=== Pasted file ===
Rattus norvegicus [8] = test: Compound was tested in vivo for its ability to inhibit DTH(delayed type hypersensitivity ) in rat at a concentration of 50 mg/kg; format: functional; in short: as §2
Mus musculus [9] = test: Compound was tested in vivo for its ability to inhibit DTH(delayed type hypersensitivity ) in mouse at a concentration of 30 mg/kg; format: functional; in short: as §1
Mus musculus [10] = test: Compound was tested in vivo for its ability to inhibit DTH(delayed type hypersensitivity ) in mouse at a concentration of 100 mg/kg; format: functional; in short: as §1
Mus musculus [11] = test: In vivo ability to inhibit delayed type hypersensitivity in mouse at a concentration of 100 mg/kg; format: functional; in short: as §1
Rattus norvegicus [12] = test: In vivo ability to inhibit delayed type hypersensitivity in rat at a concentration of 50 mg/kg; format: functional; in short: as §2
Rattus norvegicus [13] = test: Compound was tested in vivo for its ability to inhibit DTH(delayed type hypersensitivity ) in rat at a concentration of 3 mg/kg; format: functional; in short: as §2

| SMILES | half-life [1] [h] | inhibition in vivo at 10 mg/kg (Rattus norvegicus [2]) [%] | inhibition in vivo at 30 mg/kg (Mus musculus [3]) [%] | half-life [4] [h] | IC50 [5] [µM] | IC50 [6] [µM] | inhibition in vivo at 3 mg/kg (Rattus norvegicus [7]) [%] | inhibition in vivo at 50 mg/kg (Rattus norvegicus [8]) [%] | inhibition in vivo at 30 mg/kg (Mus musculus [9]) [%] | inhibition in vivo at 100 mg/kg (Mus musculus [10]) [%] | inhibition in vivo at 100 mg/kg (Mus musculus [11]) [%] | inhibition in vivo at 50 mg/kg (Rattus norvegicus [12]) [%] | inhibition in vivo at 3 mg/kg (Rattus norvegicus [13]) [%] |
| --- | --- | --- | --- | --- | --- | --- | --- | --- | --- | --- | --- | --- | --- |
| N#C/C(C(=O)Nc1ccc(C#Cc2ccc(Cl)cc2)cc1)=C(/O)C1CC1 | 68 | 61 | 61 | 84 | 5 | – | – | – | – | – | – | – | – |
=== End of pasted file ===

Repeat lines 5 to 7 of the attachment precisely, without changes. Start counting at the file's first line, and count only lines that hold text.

Rattus norvegicus [12] = test: In vivo ability to inhibit delayed type hypersensitivity in rat at a concentration of 50 mg/kg; format: functional; in short: as §2
Rattus norvegicus [13] = test: Compound was tested in vivo for its ability to inhibit DTH(delayed type hypersensitivity ) in rat at a concentration of 3 mg/kg; format: functional; in short: as §2

| SMILES | half-life [1] [h] | inhibition in vivo at 10 mg/kg (Rattus norvegicus [2]) [%] | inhibition in vivo at 30 mg/kg (Mus musculus [3]) [%] | half-life [4] [h] | IC50 [5] [µM] | IC50 [6] [µM] | inhibition in vivo at 3 mg/kg (Rattus norvegicus [7]) [%] | inhibition in vivo at 50 mg/kg (Rattus norvegicus [8]) [%] | inhibition in vivo at 30 mg/kg (Mus musculus [9]) [%] | inhibition in vivo at 100 mg/kg (Mus musculus [10]) [%] | inhibition in vivo at 100 mg/kg (Mus musculus [11]) [%] | inhibition in vivo at 50 mg/kg (Rattus norvegicus [12]) [%] | inhibition in vivo at 3 mg/kg (Rattus norvegicus [13]) [%] |